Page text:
|-------------------------------+----------------------+----------------------+
| GPU  Name        Persistence-M| Bus-Id        Disp.A | Volatile Uncorr. ECC |
| Fan  Temp  Perf  Pwr:Usage/Cap|         Memory-Usage | GPU-Util  Compute M. |
|                               |                      |               MIG M. |
|===============================+======================+======================|
|   0  Tesla V100-SXM2...  Off  | 00000000:18:00.0 Off |                    0 |
| N/A   41C    P0    57W / 300W |      0MiB / 32510MiB |      0%      Default |
|                               |                      |                  N/A |
+-------------------------------+----------------------+----------------------+
|   1  Tesla V100-SXM2...  Off  | 00000000:3B:00.0 Off |                    0 |
| N/A   37C    P0    53W / 300W |      0MiB / 32510MiB |      0%      Default |
|                               |                      |                  N/A |
+-------------------------------+----------------------+----------------------+
|   2  Tesla V100-SXM2...  Off  | 00000000:86:00.0 Off |                    0 |
| N/A   38C    P0    57W / 300W |      0MiB / 32510MiB |      0%      Default |
|                               |                      |                  N/A |
+-------------------------------+----------------------+----------------------+
|   3  Tesla V100-SXM2...  Off  | 00000000:AF:00.0 Off |                    0 |
| N/A   42C    P0    57W / 300W |      0MiB / 32510MiB |      0%      Default |
|                               |                      |                  N/A |
+-------------------------------+----------------------+----------------------+

+-----------------------------------------------------------------------------+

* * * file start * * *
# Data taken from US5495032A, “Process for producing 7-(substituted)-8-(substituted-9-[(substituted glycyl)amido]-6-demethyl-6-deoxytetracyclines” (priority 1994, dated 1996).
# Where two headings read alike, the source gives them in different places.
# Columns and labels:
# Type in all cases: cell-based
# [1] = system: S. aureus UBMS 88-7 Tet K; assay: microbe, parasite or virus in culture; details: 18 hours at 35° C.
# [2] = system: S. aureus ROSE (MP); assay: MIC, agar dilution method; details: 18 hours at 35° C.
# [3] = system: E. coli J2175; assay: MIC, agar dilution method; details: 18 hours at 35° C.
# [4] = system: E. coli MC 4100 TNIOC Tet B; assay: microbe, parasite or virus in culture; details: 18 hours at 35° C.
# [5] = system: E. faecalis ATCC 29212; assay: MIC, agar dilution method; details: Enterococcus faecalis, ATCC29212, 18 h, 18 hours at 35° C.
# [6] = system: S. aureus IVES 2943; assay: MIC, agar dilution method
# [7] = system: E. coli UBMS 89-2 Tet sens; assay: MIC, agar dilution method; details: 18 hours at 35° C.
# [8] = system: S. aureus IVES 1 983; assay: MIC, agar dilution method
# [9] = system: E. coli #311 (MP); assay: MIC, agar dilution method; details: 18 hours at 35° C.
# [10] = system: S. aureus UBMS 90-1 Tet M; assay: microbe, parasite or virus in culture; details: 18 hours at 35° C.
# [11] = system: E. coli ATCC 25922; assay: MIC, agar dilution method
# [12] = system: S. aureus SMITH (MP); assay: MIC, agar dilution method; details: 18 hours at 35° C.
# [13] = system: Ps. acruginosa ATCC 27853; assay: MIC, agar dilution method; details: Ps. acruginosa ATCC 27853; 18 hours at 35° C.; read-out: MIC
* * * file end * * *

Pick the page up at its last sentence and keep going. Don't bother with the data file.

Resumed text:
| Processes:                                                                  |
|  GPU   GI   CI        PID   Type   Process name                  GPU Memory |
|        ID   ID                                                   Usage      |
|=============================================================================|
|  No running processes found                                                 |
+-----------------------------------------------------------------------------+

Querying GPU Status#

These are NVIDIA’s high-performance compute GPUs and provide a good deal of health and status information.

List all available NVIDIA devices#

$ nvidia-smi -L
GPU 0: Tesla V100-SXM2-32GB (UUID: GPU-5a80af23-787c-cbcb-92de-c80574883c5d)
GPU 1: Tesla V100-SXM2-32GB (UUID: GPU-233f07d9-5e4c-9309-bf20-3ae74f0495b4)
GPU 2: Tesla V100-SXM2-32GB (UUID: GPU-a1a1cbc1-8747-d8cd-9028-3e2db40deb04)
GPU 3: Tesla V100-SXM2-32GB (UUID: GPU-8d5f775d-70d9-62b2-b46c-97d30eea732f)

List certain details about each GPU#

$ nvidia-smi --query-gpu=index,name,uuid,serial --format=csv
index, name, uuid, serial
0, Tesla V100-SXM2-32GB, GPU-5a80af23-787c-cbcb-92de-c80574883c5d, 1562720002969
1, Tesla V100-SXM2-32GB, GPU-233f07d9-5e4c-9309-bf20-3ae74f0495b4, 1562520023800
2, Tesla V100-SXM2-32GB, GPU-a1a1cbc1-8747-d8cd-9028-3e2db40deb04, 1562420015554
3, Tesla V100-SXM2-32GB, GPU-8d5f775d-70d9-62b2-b46c-97d30eea732f, 1562520023100

Monitor overall GPU usage with 1-second update intervals#

$ nvidia-smi dmon